Wednesday, September 2, 2009

Levels of Abstraction: The OD&D Endgame

The OD&D endgame has always been somewhat mystifying to me.

While other war, and boardgames, dealing with empire-building, had clear mechanics on how to establish and develop your territory, the OD&D guidelines are far murkier. This is complicated by the fact that various levels of abstraction coexist at this level of the game.

For example, when building your stronghold using the OD&D rules, there are certain configurations and related prices for each of the different components of your stronghold. The towers are a certain price, the gates are another, as are the sections of walls, different-sized buildings, and so on. I consider these OD&D stronghold construction guidelines to be at a intermediate level of abstraction: at a lower level of abstraction, you might define your building method, or the materials you used for the walls, from what quarry you obtained your stone, the way you laid the foundation, who you hired to oversee the construction, how many labourers worked (and were killed) during the construction, and so on.

And once you have constructed your castle, you apply an even higher level of abstraction to the operation of your territory. Now you include the area around your stronghold, using the Outdoor Survival maps, and each hex that you control provides you with a certain number of gold pieces, representing the taxes you collect from the towns and villages that surround your castle. Forget that the towns and villages may already have a ruler, or that the area you have built your stronghold in may be composed entirely of wilderness. Also, you don't track the activities of the tax collectors, or what products or activities your towns are engaged in producing.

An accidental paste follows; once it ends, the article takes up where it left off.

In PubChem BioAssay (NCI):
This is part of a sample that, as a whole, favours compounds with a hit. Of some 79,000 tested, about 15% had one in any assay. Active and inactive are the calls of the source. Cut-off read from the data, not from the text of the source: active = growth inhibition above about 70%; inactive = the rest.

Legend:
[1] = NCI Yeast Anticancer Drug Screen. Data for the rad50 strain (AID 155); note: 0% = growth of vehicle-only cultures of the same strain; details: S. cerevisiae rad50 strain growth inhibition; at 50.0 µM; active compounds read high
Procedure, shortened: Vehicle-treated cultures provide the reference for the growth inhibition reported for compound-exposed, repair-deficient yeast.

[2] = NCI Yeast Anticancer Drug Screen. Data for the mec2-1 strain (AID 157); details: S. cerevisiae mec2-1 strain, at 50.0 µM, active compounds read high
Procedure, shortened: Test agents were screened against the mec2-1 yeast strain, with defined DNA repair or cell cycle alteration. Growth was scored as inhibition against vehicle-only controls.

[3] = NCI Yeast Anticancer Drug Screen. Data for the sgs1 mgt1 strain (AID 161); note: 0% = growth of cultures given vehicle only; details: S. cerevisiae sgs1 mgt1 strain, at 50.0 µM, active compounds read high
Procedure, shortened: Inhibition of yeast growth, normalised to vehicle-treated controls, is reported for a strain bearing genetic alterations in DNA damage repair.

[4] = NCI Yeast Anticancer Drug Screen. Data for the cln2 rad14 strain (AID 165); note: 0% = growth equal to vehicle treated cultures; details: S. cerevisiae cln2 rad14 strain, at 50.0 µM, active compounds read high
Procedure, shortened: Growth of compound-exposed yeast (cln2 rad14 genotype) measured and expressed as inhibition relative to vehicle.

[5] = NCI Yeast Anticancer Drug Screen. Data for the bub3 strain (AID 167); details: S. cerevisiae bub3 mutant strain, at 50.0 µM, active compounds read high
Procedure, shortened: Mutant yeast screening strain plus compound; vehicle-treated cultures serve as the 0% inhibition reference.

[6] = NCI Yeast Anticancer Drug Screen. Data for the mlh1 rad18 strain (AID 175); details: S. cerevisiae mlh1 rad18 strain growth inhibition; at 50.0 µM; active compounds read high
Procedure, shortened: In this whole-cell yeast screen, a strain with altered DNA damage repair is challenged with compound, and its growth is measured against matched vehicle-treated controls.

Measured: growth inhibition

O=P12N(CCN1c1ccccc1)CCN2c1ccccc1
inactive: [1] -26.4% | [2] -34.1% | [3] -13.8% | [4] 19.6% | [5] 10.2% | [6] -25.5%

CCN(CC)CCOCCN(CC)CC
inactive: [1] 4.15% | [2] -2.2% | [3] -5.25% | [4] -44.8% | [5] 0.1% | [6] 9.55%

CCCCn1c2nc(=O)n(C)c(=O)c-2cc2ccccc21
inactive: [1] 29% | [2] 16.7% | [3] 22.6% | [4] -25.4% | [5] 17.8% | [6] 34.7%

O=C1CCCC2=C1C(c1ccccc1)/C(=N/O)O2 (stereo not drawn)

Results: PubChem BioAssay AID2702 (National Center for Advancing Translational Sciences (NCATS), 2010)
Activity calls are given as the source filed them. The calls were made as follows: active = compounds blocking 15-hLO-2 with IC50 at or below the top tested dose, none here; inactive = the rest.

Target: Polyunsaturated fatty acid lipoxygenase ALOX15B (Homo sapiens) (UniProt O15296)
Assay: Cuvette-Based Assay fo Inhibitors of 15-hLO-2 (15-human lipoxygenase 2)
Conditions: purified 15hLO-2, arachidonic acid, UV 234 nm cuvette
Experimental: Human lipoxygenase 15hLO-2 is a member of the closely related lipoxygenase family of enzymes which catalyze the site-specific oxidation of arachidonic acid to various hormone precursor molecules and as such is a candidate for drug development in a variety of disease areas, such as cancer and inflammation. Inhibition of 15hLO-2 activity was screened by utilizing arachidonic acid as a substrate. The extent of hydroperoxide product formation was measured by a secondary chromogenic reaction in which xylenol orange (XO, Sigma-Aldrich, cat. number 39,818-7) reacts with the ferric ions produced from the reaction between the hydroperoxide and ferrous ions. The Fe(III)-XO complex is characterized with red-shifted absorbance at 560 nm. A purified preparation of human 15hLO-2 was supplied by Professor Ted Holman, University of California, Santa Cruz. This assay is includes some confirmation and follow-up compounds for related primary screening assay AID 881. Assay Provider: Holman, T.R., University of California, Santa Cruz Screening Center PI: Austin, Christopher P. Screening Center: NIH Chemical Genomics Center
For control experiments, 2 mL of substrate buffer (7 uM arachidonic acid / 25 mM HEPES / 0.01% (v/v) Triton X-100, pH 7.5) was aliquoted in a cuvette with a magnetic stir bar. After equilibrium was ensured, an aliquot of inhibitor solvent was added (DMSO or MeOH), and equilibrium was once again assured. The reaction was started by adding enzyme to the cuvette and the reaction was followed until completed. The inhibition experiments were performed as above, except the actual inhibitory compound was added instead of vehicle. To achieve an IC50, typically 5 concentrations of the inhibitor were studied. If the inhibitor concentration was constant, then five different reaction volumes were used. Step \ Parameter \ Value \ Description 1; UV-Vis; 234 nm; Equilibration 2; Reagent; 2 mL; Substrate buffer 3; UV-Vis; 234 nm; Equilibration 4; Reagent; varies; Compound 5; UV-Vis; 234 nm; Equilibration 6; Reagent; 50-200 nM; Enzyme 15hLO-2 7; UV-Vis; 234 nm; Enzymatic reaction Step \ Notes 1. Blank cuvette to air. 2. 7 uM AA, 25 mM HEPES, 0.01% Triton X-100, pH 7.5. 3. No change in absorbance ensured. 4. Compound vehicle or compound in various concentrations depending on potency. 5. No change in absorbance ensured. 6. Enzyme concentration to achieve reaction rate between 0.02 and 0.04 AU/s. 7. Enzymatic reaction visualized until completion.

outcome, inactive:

All of this coexists with the lowest level of abstraction: your character, her equipment, personality, and the minutia of interactions between the characters themselves, not to mention any further adventuring or dungeon-delving.

Thus, at least three levels of abstraction co-exist in the OD&D endgame. Then we add a further consideration: the amount of space allocated to providing guidelines to the players and DMs on establishing and operating your stronghold may only amount to two or three pages between the three "little brown books" and the supplements.

While this allows a great deal of room for DM and player interplay and negotiation, it would have been nice to have had some economic, political and military guidelines as a basic underpinning.

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